The leaders of the G7 decided this Saturday, at a summit in Hiroshima (Japan), the formation of a future “working group” to address the “responsible use” of Artificial Intelligence (AI) and the risks it poses, including misinformation.
“We instruct relevant ministers to establish the Hiroshima Process on AI, through a working group created in cooperation with international organizations, with a view to discussing generative AI by the end of the year.”, according to the statement of the G7, whose meeting will conclude on Sunday.
Like ChatGPT, the best-known currently, generative AI programs (capable of producing text, images, sound, video…) are in full expansion in the world, while arousing deep concern in many sectors.
The G7 working group discussions on the matter may also discuss the “governance, protection of intellectual property rights” and the “responsible use” of these new technologies, but also on the means of countering “information manipulation” and “disinformation” through these tools.
“We commit to advancing multiple approaches to AI standard-setting, while respecting binding legal frameworks,” he added.
“We recognize the importance of procedures that promote transparency, openness, fair processes, impartiality, respect for privacy and inclusion to promote responsible AI”, insisted the G7, which brings together the largest industrialized democracies (United States United States, Japan, Germany, France, United Kingdom, Italy and Canada).
Academics and world personalities have warned of the dangers posed by this new technology.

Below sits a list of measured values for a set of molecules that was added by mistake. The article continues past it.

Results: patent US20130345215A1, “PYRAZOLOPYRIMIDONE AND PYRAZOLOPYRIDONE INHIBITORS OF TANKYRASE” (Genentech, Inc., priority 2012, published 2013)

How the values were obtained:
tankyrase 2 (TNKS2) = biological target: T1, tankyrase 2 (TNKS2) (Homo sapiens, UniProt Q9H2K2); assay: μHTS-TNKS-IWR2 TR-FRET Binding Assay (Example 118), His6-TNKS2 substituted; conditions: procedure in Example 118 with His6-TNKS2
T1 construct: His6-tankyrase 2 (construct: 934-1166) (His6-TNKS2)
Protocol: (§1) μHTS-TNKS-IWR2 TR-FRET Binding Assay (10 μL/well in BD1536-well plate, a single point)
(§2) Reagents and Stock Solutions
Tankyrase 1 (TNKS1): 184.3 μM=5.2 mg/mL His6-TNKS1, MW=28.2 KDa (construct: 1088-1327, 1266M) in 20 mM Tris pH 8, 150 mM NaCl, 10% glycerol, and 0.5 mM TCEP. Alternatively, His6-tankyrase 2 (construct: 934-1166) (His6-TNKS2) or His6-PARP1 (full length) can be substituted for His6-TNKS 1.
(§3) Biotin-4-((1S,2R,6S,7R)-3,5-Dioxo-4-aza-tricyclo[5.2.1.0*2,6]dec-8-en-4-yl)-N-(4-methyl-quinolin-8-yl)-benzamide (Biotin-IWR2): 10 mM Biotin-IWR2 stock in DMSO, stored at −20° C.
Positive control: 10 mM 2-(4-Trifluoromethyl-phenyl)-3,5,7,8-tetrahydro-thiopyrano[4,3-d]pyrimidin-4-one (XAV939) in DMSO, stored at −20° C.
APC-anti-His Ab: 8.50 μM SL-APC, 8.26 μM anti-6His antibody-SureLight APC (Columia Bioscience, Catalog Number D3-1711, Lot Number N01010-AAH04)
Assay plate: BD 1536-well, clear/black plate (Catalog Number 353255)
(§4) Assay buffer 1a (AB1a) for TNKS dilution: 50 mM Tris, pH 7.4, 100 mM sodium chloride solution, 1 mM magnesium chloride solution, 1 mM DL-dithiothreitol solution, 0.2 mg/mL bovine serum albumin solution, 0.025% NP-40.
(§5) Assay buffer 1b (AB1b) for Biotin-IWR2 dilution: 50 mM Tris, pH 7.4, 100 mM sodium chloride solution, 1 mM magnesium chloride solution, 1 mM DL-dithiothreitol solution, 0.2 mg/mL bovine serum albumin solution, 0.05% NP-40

Yuval Noah Harari, the Israeli historian and author of “Sapiens”, is one of the most alarmed and active intellectuals in his denunciation. So worried is he that last month joined a letter signed by thousands of experts, among them Elon Musk, in which a moratorium on research was requested in programs such as Chat GPTan AI model capable of interacting with humans in creative texts with almost disturbing nuances.
“This is a particularly serious threat to democraciesmore than for authoritarian regimes, because democracies depend on public conversation,” Harari said in an interview published in the British media. The Telegraph. “Democracy is basically conversation. People talking to each other. If AI takes over the conversation, democracy is over,” he stated.
And he warned about the effect that technology could have if it were maliciously unleashed on the battlefield by totalitarian regimes. “The Nazi regime was based on technologies like trains, electricity and radios. They didn’t have tools like artificial intelligence. A new regime in the 21st century will have much more powerful tools. So the consequences could be much more disastrous. It’s something I don’t know if humanity can survive.”
The CEO and co-founder of Open AI, developer of the ChatGPT text generation program, Sam Altman, on Tuesday called on the United States Congress to regulate the development and uses of artificial intelligence (AI).
In an appearance before a Senate subcommittee, Altman listed the beneficial applications of technology, from medicine to combating the climate crisis, and was confident that AI could be used for the benefit of humanity. But he qualified that the intervention of the world’s governments is necessary to ensure that these tools are developed in a way that protects and respects the rights and freedoms of citizens.
“We believe that the benefits of the tools we have developed so far far outweigh the risks,” the businessman defended during the hearing.
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